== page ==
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Friday, May 11, 2018

Ohio's Sidekicks To Celebrate the Release of Their 'Positive Sounding' New Album at Mahall's

Posted By on Fri, May 11, 2018 at 3:37 PM

click to enlarge NICK FANCHER
  • Nick Fancher
Sidekicks singer-guitarist Steve Ciolek and drummer Matt Climer met at Paudua High School in the early 2000s. Both freshmen, they shared a history class and randomly discovered that they liked the same type of music.

“I was singing a NOFX song to myself in class one day,” says Ciolek via phone from his Columbus home. The Sidekicks play a release party at 8 p.m. on Sunday, May 20, at Mahall’s in Lakewood. “He knew it was NOFX. We became good friends after that. We were two of the only punk kids at school.”

The band made its debut in 2007 with So Long, Soggy Dog, and Ciolek says it intentionally sought to make an album that featured solid songs from start to finish.

“It was fun to think about how each song would fit into a record,” he says when asked about the making of the album. “I write songs thinking about where they’ll fit in the flow of a record. The first song I wrote thinking it would be the first song. I still think about albums in that arc. We look at our collections of songs as albums. It was a fun and exciting time. It was a big light bulb moment for us. We realized that if you take the time, you can craft these songs into an album. It’s an antiquated idea. I feel like a crotchety old man when I tell people that I want them to listen to entire albums. I would encourage people to listen to our full albums. We were never the kind of band that just had one big song.”

The group continued to hone its pop-punk skills on 2012’s Awkward Breeds and 2014’s Runners in the Nerved World. On the latter, the band sounds more like the indie act Built to Spill than the punk band Green Day as it trades in snooty vocals and aggressive guitars for mid-tempo melodies. It recorded the album with Phil Ek (Band of Horses, Fleet Foxes, Built to Spill and the Shins).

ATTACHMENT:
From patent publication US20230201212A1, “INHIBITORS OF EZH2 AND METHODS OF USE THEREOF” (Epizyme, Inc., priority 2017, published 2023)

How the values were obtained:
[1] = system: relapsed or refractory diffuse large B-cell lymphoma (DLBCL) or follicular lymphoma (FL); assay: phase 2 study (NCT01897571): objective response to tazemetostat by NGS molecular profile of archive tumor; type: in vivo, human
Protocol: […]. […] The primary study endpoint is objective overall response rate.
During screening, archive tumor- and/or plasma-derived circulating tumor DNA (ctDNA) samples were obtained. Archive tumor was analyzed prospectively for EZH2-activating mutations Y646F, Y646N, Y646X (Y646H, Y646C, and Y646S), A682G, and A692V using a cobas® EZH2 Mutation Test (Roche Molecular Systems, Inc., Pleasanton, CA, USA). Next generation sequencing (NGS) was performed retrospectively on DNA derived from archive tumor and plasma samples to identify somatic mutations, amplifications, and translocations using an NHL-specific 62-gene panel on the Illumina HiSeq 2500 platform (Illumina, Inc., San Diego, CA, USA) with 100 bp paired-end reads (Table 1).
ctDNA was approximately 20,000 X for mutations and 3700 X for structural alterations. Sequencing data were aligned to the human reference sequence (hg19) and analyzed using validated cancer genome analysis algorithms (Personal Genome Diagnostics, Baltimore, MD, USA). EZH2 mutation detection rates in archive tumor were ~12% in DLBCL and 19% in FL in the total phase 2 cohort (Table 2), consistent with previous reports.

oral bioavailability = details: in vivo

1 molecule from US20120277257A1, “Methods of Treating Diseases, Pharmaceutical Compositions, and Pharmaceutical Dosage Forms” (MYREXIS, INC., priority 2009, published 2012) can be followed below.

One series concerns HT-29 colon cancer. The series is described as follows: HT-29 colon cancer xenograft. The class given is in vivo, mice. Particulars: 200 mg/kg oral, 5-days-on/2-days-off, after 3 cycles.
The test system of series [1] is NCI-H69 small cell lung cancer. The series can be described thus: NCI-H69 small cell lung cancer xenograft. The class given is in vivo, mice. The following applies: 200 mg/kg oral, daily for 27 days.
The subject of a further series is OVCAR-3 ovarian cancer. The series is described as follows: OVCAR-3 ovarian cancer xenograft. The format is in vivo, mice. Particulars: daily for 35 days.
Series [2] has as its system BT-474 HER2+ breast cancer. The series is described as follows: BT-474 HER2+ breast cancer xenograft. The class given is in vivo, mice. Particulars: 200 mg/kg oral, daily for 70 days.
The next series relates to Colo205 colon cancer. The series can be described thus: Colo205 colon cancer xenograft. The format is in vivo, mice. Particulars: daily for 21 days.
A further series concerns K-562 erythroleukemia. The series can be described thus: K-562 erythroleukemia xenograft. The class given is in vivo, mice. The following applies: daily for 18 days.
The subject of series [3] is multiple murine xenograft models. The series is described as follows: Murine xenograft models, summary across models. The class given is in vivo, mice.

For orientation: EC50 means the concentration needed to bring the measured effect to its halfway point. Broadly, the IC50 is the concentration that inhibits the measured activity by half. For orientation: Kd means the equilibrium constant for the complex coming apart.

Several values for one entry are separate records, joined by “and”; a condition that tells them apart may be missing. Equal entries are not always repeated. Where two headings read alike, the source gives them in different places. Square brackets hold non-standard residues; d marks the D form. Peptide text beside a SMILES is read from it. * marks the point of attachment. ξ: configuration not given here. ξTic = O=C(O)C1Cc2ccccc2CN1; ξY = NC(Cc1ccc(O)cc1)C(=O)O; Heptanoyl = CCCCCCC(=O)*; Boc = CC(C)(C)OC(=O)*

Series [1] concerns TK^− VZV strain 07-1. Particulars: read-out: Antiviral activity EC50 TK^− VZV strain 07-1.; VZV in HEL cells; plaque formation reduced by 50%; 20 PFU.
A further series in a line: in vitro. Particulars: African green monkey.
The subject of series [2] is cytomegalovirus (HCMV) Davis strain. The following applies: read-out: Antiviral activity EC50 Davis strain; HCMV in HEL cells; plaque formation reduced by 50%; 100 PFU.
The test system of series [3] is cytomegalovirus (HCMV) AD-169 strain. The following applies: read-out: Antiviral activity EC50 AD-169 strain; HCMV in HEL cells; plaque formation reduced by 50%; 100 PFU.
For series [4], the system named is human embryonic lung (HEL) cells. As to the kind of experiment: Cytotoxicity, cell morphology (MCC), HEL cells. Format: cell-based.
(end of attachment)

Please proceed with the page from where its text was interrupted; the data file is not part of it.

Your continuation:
“I think I started to listen to music that was less rowdy,” Ciolek says when asked about how the band developed its pop-punk sensibilities. “We listened to Ted Leo and the Replacements. There are different ways to write punk songs. I also got more comfortable with my voice. I became more interested in music that had harmonies in it, bands like the Beatles and pop music like Big Star and the Beach Boys."

Six months after Runners in the Nerved World, Ciolek started piecing things together for what would become Happiness Hours. The album drops on May 18.

“This one was different because I started collecting the lyrics as couplets of rhymes,” he says. “The verses are from those kind of writing sessions. That lent itself to how the album ended up being each song is its own snapshot pulled from different life experiences. It’s not necessarily autobiographical.”

Produced, engineered, and mixed by John Agnello (Sonic Youth, Dinosaur Jr., Kurt Vile), the album emphasizes the band’s melodic side. "Twin's Twist" features harmony vocals and shimmering guitars as Ciolek sings about adopting a "high school state of mind."

“[Agnello] is a fun, energetic person,” says Ciolek. “He gets sounds really quickly. He’s good at working on the fly. It’s more about the vibe and getting everyone feeling good and just playing music. That’s good for our band. We like playing live and have a good energy when we’re not thinking too much. He made suggestions on how to make songs more concise. I started listening to the Rolling Stones more. I wanted songs that groove more. The Stones and the Clash were a big influence on the direction I wanted the record to go. And power pop. In my mind, we’re a punk band in the same way that Elvis Costello is. The Buzzcocks or Clash or Ramones don’t sound aggressive or heavy. It’s more the attitude and the ideas that are presented and how they perform the songs live."

Ciolek says the upbeat approach to the songs was purely intentional.

“I’m really happy with [the album],” he says. “It’s supposed to be a summer record. When I’m writing songs, it’s easy to find things that are sad, but we wanted to make a record that’s fun and positive sounding.”

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